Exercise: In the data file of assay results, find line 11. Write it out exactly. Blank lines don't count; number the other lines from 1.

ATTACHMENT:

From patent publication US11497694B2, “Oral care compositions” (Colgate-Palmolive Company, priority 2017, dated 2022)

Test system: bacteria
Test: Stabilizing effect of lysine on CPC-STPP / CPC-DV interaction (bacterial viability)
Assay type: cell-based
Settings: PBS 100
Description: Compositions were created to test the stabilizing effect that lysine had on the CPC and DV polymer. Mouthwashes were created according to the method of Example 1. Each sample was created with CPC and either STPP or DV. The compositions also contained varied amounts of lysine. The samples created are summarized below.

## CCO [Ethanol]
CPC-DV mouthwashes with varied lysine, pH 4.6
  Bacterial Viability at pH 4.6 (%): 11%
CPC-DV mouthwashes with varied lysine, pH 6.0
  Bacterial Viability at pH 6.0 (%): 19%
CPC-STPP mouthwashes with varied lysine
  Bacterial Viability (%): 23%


  Bacterial Viability at pH 6.0 (%): 19%